LR: Well, I started out thinking that I was going to be brilliant on this by choosing the right person and then all of a sudden, for example, on "Stuck On You," I changed the whole mode of this thing. I decided instead of me picking a song that I think they should do, why don't I call everybody on the phone and ask, "Do you have a favorite song you'd like to do?" From that point on, we were off to the races. By the way, I had to be prepared for it not being exactly what I thought was going to be the perfect song for this album. The next thing was I made the worst mistake of my life, which is I decided I wanted everyone to feel comfortable on doing these songs, so I let them bring in their producers and also if they had a band, I want the band to play. In the case of Rascal Flats, in the case of Kenny Chesney...I wanted to bring in the band, like with Jimmy Buffett. Now, once I did that, I made the third worst mistake, best mistake, of my life, which was, I said, "Why don't you all custom tailor the vocals so that it fits you, and I'll custom design my vocal around their vocal," instead of them custom tailoring it around me. When I did that, I didn't realize that you don't let Jennifer Nettles sing a song by herself and then custom tailor the vocals. All I can tell you is Jimmy Buffet came in, and that was the fun of life. We talked all the way to the woods. Tim McGraw? Perfect because he loved these songs. Darius Rucker loved "Stuck On You." But when Jennifer Nettles said, "Hello," I didn't really know what I was getting myself into.

MR: Right. I imagine you listened to the takes and then you inserted yourself into the production after the fact?

LR: Well, I sang with them, because I wanted to do it with them, but then I realized that at certain points, they had a different interpretation of how they were going to hit the note. If I started singing, they were going to try to sing it like me. There were times when I would sing and then lay out. I was there with them, but I would sing it and then lay out. It allowed them to put the Willie Nelson on it, it allowed them to put the Tim McGraw on it, the Jason Aldeen. It really allowed everybody to put their own little version in, and then I went back and custom-tailored the vocals to where it complimented us.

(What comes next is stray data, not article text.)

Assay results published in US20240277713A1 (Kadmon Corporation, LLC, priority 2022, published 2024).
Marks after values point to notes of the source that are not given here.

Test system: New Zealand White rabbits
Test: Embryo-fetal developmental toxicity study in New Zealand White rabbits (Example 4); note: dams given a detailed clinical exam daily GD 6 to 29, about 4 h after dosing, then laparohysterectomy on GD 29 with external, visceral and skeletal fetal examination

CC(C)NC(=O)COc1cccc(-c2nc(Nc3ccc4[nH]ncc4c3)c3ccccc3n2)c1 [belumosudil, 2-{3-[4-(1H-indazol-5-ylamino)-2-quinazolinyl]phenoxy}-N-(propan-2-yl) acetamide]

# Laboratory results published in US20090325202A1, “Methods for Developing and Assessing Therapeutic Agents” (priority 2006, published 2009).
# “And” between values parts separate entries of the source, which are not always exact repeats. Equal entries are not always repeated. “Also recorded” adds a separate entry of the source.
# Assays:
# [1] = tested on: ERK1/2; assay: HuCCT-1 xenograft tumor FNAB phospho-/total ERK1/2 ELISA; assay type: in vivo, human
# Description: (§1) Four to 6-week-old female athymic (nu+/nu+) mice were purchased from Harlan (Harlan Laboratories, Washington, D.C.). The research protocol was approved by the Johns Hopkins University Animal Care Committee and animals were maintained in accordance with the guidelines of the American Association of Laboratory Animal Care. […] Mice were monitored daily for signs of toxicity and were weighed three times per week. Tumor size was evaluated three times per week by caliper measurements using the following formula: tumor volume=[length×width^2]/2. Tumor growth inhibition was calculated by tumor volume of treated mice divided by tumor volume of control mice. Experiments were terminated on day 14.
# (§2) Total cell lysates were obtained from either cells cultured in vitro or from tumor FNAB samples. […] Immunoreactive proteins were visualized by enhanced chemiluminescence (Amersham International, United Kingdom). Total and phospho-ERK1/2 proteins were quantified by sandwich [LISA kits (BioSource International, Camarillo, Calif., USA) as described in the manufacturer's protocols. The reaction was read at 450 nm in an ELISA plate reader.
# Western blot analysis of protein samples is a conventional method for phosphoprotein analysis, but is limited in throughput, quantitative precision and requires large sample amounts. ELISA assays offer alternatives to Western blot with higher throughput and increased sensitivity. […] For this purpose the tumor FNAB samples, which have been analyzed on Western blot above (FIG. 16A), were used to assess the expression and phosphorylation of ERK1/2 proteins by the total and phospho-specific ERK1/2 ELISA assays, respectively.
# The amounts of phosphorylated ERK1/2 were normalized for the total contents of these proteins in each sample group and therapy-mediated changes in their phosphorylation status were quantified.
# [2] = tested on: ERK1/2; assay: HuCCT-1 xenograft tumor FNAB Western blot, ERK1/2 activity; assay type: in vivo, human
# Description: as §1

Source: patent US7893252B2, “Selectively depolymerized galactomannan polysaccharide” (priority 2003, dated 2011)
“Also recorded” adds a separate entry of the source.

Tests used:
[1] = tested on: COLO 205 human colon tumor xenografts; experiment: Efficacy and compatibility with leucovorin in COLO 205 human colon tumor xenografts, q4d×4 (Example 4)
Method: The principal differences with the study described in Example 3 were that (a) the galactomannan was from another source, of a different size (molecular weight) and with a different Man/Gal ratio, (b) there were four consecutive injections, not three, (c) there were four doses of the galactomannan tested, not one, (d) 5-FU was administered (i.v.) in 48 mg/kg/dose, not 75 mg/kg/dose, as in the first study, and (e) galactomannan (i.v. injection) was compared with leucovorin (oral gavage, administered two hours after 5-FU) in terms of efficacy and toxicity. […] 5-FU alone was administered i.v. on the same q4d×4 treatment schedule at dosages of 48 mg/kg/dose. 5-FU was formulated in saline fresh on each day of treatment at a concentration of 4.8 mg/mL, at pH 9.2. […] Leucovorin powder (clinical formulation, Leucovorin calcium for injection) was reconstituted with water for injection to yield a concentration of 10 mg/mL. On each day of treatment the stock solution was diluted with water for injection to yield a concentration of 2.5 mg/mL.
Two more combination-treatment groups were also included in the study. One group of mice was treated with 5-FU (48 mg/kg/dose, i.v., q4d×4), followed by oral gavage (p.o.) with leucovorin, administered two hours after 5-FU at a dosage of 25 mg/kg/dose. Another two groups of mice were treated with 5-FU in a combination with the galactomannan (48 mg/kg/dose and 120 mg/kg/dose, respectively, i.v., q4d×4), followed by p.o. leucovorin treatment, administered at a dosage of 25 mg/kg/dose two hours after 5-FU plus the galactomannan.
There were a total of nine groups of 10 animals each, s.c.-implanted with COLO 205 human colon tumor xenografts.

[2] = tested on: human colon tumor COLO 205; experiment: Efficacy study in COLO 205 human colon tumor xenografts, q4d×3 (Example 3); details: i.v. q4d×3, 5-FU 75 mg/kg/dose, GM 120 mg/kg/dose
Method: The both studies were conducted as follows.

MR: What's nice is that the production ended up, like you said, reinterpreting the song in your guest artist's world. For example, on the Willie Nelson duet, instead of having the signature horn section on the chorus, harmonica comes in.

LR: Exactly. I remember when I took out the solo in the middle of "Easy," everyone said to me, "You're taking out the solo in 'Easy'?" And I turned around and looked at everybody and said, "Willie Nelson wants to play." I said, "We'll give him anything he wants and he brought his harmonica player with him. Let him do it." But there are only a couple of times in life when you give the seniority to the brother, you know what I'm saying? There's seniority in this business, and he earned it.

MR: Lionel, I know you're very close to all of these songs and all of these re-interpretations. But were there any of these songs that when you heard them back, you went "Oh my God," knowing it was amazing?

LR: Oh yeah. Let's start first with "Endless Love." "Endless Love" with Diana Ross is the child of life. All of a sudden to go in and put a new facelift on was so delicate with Diana. And with Shania, she's known for her guitar, so I had to put some muscle on it, and it came out "Oh my God!" To hear Willie Nelson come in on "Easy" was like America. It's like, "Is that a standard? What did I just do?" Of course, Jimmy Buffet on "All Night Long"--if anyone can pull off "All Night Long" in this day and age, it's almost like he didn't try. It just sounds like "Oh my God." And then, of course, you get Rascal Flatts with "Dancing On The Ceiling," and when they chose "Dancing On The Ceiling"...I'm doing a country album, right? "Dancing On The Ceiling" is country? But I felt the same way when Conway Twitty did "Three Times a Lady." I kept thinking, "I guess it is country because Conway's going to sing it."